52 States in 8 Months

Slacklining, or the parallelogram of force

Posted in Florida, People, University stuff by Ulf on December 5, 2008

As the consulting business is really exhausting, we had to go to Miami Beach to relax a bit:

bild3682If you now get the impression that we are lazy, then you’re totally wrong. We are doing university level math and solving the largest mystery of life. Let me introduce to you:

bild3680This is Christoph. He is from the “Law school” in Hamburg. And the blue thingy which he wears around his neck, that’s a slackline.Whenever Christoph finds two trees in a distance of about 6.561 yards (6m) with nothing in between, he will wrap one end of the slackline around one tree and the other end around the other tree, so that he will finally have a tight rope in between. Then he justs jumps on it and walks back and forth until he will finally fall down. This sounds easy, but as he told me, you need a really good sense of balance and a lot of training.

So, what has this to do with the “largest mystery of life”? Well, as we were having our Miami Beach sunbathes, we were drawing little parallelograms of force into the sand. We tried to figure out what force would act on the tree while Christoph was trying to keep upright. Well, while we were on the beach, we did not really figure it out. The main question was: How far is the slackline deflected while Christoph is standing on it?
While Christoph is slacklining, he has better things to do than measuring distances, so he couldn’t tell us. And we were, of course, to lazy to go to the next tree. But later that day (when it was already to dark to get sharp photos) we did the experiment and finally got our data. Here are my calculations:

slackline_blog

From the distances you get the angles α1 = 7.59° and α2 = 18.43° which gives the following forces in the ropes:

F1 = 1513N
F2= 1581 N

where F1 is the force in the left rope and F2 is analogously the force in the right rope.

Well, that’s not that much. Sorry, Christoph, you will not chop any trees down this way, but your 7tons rope will stand it forever (it was like 7 tons, wasn’t it?) .

PS/1: I once again did not manage to include the SVG drawing into this blog post. Wp.com does not allow me to upload svg files and it seems like I cannot include files from foreign hosts. Does anyone know a way around this?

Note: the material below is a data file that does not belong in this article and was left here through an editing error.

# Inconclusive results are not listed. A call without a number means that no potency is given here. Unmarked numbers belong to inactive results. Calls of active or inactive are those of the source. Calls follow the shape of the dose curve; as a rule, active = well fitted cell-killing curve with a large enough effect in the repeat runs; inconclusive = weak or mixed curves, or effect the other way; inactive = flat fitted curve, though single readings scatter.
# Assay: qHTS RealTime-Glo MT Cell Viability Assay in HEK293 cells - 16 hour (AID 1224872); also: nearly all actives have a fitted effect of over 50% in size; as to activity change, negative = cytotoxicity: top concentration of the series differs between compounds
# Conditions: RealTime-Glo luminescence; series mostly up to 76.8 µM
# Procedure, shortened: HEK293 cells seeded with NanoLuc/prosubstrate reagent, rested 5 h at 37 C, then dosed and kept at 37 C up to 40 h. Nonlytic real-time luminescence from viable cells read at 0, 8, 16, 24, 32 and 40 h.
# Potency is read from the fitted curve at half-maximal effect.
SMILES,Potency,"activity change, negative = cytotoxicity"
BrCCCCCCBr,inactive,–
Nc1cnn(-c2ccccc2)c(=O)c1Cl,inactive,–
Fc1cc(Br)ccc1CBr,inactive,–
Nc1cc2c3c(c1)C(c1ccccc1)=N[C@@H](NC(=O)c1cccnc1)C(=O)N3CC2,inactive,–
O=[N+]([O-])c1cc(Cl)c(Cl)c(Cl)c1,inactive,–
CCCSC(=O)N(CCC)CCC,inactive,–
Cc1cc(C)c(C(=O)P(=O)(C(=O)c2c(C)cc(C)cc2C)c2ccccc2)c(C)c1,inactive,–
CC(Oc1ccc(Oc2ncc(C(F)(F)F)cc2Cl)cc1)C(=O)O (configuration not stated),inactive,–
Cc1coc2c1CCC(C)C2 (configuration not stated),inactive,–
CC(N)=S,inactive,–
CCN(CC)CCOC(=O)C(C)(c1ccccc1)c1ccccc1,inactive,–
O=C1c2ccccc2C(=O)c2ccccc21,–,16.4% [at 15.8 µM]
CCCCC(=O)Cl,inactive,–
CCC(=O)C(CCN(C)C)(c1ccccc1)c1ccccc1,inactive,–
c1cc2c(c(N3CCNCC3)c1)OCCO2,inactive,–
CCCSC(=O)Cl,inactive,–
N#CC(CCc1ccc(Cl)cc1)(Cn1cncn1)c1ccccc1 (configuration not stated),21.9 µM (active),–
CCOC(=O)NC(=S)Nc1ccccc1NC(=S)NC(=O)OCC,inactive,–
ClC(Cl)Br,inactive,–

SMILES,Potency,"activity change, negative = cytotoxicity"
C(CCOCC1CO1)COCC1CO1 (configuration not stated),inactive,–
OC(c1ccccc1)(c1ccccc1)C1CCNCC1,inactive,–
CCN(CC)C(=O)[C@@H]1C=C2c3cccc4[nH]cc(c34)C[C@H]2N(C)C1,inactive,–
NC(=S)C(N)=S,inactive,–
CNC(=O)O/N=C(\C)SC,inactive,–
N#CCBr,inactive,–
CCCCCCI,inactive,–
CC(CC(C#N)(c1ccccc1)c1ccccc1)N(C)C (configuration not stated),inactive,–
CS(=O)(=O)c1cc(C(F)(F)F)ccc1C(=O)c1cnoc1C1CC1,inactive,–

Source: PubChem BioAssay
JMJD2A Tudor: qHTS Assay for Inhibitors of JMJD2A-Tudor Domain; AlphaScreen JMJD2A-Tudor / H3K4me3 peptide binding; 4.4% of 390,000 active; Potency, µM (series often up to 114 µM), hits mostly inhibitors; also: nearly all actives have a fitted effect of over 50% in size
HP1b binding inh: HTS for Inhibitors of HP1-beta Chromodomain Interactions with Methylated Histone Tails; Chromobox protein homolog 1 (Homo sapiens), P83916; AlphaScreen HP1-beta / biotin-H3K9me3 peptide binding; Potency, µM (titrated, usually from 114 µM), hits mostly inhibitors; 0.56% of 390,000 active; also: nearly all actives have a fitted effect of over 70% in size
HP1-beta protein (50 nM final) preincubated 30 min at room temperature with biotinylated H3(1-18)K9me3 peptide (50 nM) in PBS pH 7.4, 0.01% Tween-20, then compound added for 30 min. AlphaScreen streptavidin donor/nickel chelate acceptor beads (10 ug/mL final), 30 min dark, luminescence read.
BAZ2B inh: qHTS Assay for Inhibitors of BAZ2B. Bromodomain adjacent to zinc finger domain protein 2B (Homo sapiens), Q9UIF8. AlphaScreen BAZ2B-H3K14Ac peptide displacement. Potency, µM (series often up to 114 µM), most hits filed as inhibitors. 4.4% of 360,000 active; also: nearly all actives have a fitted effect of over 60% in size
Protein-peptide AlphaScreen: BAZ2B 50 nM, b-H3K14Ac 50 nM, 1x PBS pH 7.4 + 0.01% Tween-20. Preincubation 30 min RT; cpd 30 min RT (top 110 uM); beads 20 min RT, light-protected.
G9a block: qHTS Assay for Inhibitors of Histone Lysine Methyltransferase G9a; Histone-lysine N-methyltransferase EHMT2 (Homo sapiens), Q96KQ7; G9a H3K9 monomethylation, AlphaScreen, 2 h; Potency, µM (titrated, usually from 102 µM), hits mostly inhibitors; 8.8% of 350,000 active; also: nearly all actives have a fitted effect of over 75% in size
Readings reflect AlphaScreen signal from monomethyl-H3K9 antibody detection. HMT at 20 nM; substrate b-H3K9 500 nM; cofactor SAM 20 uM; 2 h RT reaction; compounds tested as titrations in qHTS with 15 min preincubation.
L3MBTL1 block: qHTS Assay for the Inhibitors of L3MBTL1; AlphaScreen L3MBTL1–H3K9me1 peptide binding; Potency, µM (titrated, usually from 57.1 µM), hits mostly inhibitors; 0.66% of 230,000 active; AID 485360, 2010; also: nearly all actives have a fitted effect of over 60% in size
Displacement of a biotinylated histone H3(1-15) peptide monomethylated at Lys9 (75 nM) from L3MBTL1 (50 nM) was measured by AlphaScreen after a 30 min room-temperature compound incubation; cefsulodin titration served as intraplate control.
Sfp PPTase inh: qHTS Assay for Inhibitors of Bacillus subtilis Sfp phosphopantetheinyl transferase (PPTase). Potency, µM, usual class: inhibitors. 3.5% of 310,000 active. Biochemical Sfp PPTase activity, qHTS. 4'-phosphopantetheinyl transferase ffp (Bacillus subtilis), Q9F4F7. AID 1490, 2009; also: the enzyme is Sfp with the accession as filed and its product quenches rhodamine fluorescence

PS/2: It was easy to draw the palm trees following these instructions.

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3 Responses

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  1. Din Mor said, on December 6, 2008 at 5:50 am

    Wieso kriege ich 151,4 kP für das linke Seilstück raus und 158,28 kP für das rechte Seilstück?
    Der linke Bum trägt übrigens 20 kg des netten Jungen und der rechte 50 kg, beide Bäume werden mit je 150 kp nach innen gezogen,denke ich. Aber wo ist mein Fehler?

  2. ulf84 said, on December 6, 2008 at 10:26 am

    Moin min Morn!

    Tjo, mit 1kP = 10N haben wir doch die gleiche Lösung. Oder übersehe ich etwas?

    Hier kurz mein Rechenweg: Ich habe eine Kräftebilanz an dem Schnittpunkt der beiden Seilabschnitte gemacht. In horizontaler Richtung müssen sich die beiden Seilkräfte gerade aufheben:
    0N = cos(alpha1)*F1 – cos(alpha2)*F2
    Und in vertikaler Richtung müssen beide Seile zusammen die 700N von Christoph tragen:
    700N = sin(alpha1)*F1 + sin(alpha2)*F2
    Die Lösung dieses Gleichungssystems ist F1=1513N und F2=1581N. Oder, wenn man mit diesen Kilopond rechnet (das tun ja nichtmal die Amis!), dann eben mit dem Komma eine Stelle weiter links ;-).

  3. […] yet introduced our group: We, that is my fellow Alexander (who I might call Pingu later on), the slackline walker Christoph and Clemens. Clemens seemed not to be very familiar with my way of driving a car: when he […]


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